It is important to draft a written contract, or employee agreement, when hiring employees in order to clarify the terms of the employment relationship and avoid disputes. This is particularly important when hiring employees paid by the hour, because remuneration may vary greatly from month to month and because the remuneration structure normally includes extra pay for working overtime and holidays.
Describing job duties in an hourly employee agreement can be tricky. If the description is drafted too broadly, it will be difficult to determine exactly what is expected of the employee. If the description is drafted too specifically, the employer will be deprived of the flexibility necessary to meet day-to-day business needs. For example, the description "driver" may be too broad, while the description "refrigerator and washing machine delivery driver in the Cardinal Valley neighborhood of Lexington, Kentucky" is too specific, because of its limitation on the type of products delivered and the scope of the delivery area.
This section of the agreement should specifically state that the employee is to be paid on an hourly basis. The starting wage should be listed, along with any extra amounts provided for overtime and holiday work. If no minimum number of weekly or monthly hours are guaranteed, this should be stated. Any extra benefits such as health insurance should be clearly described. Sick leave and paid vacations should also be listed in this section, if the employer provides these benefits.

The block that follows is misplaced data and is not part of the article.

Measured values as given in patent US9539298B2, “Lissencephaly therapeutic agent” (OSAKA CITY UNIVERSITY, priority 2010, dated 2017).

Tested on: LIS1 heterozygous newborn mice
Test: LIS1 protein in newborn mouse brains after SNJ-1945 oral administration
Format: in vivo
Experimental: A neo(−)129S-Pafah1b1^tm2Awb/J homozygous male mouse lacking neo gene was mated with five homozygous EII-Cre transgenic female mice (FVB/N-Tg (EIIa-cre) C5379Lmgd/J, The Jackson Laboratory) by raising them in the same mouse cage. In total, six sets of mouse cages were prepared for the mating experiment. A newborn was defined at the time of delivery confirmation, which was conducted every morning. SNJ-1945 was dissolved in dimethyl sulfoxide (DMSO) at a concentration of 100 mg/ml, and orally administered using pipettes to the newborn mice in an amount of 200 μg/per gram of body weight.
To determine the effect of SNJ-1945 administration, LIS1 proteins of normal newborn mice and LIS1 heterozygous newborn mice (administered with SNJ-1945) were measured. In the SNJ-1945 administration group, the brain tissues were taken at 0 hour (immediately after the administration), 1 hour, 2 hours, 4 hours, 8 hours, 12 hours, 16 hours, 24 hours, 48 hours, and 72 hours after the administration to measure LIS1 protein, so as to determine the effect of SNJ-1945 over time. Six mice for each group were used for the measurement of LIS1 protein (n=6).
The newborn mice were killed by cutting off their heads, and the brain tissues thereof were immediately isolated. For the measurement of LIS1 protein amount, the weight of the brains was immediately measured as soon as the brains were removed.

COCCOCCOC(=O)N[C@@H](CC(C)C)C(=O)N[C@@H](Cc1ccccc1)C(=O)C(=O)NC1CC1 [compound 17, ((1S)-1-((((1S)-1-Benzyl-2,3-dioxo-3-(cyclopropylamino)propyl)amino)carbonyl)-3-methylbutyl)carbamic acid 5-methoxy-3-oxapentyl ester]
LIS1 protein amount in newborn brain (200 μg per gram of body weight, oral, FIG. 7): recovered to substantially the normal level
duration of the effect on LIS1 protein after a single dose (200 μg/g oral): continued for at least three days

Term and Termination
If the employee is being hired for a specific period (one year, for example), the term of the employment agreement should be listed using starting and ending dates. In most cases, however, employees paid by the hour are employed on an "at-will" basis, meaning that they can be laid off without notice, at any time and without any reason given. If this is the case, the term "at-will" should be used, because it is a legal term of art with a well-defined meaning. If the employment is for a specific term, grounds for terminating the employee before the end of the employment contract should be listed. These grounds should be described generally in order to preserve flexibility for the employer ("...acts of dishonesty towards the company, its employees or its clients", for example).
Confidentiality and Non-Competition
If the employee will have access to the employer's proprietary information, it is important to include a confidentiality provision that prevents the employee from divulging such information both during and after the term of the agreement. If the information is sensitive enough, it may be necessary to prevent the employee from working for the employer's competitors for a certain period after the employment relationship ends. A non-competition clause should apply only locally and should not survive more than three years after the termination of the employment relationship, because courts are reluctant to enforce broadly worded non-competition clauses.
Local Employment Law
The entire first draft of the employment contract should be checked against applicable employment regulations. Although most employment law is state law, federal and local law sometimes applies. In particular, local and national minimum wage, overtime and holiday pay requirements must be complied with by the terms of the employment agreement. Employment agreements for employees who will work outside of the U.S. must take into account the law of the overseas jurisdiction.
David Carnes has been a full-time writer since 1998 and has published two full-length novels. He spends much of his time in various Asian countries and is fluent in Mandarin Chinese. He earned a Juris Doctorate from the University of Kentucky College of Law.